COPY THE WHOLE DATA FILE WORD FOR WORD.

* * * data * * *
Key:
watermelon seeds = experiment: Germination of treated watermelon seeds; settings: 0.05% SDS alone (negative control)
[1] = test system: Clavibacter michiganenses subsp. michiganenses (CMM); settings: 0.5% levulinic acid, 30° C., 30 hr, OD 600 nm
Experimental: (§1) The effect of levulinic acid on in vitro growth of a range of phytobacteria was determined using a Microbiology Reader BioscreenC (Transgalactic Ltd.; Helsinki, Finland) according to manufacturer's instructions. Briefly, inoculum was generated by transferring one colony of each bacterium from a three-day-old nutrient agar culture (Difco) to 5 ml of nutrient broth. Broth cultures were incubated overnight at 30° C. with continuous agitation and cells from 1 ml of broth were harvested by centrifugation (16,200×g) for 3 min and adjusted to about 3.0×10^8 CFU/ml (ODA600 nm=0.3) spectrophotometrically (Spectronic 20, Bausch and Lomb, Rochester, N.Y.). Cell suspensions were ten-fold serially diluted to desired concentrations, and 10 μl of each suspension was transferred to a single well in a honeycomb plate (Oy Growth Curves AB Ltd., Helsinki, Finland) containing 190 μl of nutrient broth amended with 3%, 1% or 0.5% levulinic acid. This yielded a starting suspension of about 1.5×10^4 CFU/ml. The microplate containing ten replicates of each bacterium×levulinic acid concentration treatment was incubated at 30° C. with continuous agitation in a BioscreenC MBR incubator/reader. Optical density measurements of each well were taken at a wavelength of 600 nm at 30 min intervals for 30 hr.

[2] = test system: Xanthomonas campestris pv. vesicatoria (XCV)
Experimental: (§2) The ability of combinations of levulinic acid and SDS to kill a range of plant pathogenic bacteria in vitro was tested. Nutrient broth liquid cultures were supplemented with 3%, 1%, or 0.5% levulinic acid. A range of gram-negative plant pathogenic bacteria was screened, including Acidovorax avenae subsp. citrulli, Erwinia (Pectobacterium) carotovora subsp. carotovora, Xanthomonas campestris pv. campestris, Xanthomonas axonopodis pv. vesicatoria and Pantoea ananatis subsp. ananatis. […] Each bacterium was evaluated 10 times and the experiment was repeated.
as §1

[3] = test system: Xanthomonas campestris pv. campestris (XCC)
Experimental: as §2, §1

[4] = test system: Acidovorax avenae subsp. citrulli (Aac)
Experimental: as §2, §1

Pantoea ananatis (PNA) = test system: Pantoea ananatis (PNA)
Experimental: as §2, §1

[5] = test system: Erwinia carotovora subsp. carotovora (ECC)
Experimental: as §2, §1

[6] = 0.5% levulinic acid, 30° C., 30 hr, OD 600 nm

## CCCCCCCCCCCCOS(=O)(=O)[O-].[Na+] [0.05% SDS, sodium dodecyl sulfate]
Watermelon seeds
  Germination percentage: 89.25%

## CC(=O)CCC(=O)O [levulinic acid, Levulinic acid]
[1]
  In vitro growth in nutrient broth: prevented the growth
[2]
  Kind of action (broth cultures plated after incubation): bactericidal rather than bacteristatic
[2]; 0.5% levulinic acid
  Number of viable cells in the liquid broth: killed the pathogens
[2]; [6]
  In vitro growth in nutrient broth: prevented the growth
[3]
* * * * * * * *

Key:
watermelon seeds = experiment: Germination of treated watermelon seeds; settings: 0.05% SDS alone (negative control)
[1] = test system: Clavibacter michiganenses subsp. michiganenses (CMM); settings: 0.5% levulinic acid, 30° C., 30 hr, OD 600 nm
Experimental: (§1) The effect of levulinic acid on in vitro growth of a range of phytobacteria was determined using a Microbiology Reader BioscreenC (Transgalactic Ltd.; Helsinki, Finland) according to manufacturer's instructions. Briefly, inoculum was generated by transferring one colony of each bacterium from a three-day-old nutrient agar culture (Difco) to 5 ml of nutrient broth. Broth cultures were incubated overnight at 30° C. with continuous agitation and cells from 1 ml of broth were harvested by centrifugation (16,200×g) for 3 min and adjusted to about 3.0×10^8 CFU/ml (ODA600 nm=0.3) spectrophotometrically (Spectronic 20, Bausch and Lomb, Rochester, N.Y.). Cell suspensions were ten-fold serially diluted to desired concentrations, and 10 μl of each suspension was transferred to a single well in a honeycomb plate (Oy Growth Curves AB Ltd., Helsinki, Finland) containing 190 μl of nutrient broth amended with 3%, 1% or 0.5% levulinic acid. This yielded a starting suspension of about 1.5×10^4 CFU/ml. The microplate containing ten replicates of each bacterium×levulinic acid concentration treatment was incubated at 30° C. with continuous agitation in a BioscreenC MBR incubator/reader. Optical density measurements of each well were taken at a wavelength of 600 nm at 30 min intervals for 30 hr.

[2] = test system: Xanthomonas campestris pv. vesicatoria (XCV)
Experimental: (§2) The ability of combinations of levulinic acid and SDS to kill a range of plant pathogenic bacteria in vitro was tested. Nutrient broth liquid cultures were supplemented with 3%, 1%, or 0.5% levulinic acid. A range of gram-negative plant pathogenic bacteria was screened, including Acidovorax avenae subsp. citrulli, Erwinia (Pectobacterium) carotovora subsp. carotovora, Xanthomonas campestris pv. campestris, Xanthomonas axonopodis pv. vesicatoria and Pantoea ananatis subsp. ananatis. […] Each bacterium was evaluated 10 times and the experiment was repeated.
as §1

[3] = test system: Xanthomonas campestris pv. campestris (XCC)
Experimental: as §2, §1

[4] = test system: Acidovorax avenae subsp. citrulli (Aac)
Experimental: as §2, §1

Pantoea ananatis (PNA) = test system: Pantoea ananatis (PNA)
Experimental: as §2, §1

[5] = test system: Erwinia carotovora subsp. carotovora (ECC)
Experimental: as §2, §1

[6] = 0.5% levulinic acid, 30° C., 30 hr, OD 600 nm

## CCCCCCCCCCCCOS(=O)(=O)[O-].[Na+] [0.05% SDS, sodium dodecyl sulfate]
Watermelon seeds
  Germination percentage: 89.25%

## CC(=O)CCC(=O)O [levulinic acid, Levulinic acid]
[1]
  In vitro growth in nutrient broth: prevented the growth
[2]
  Kind of action (broth cultures plated after incubation): bactericidal rather than bacteristatic
[2]; 0.5% levulinic acid
  Number of viable cells in the liquid broth: killed the pathogens
[2]; [6]
  In vitro growth in nutrient broth: prevented the growth
[3]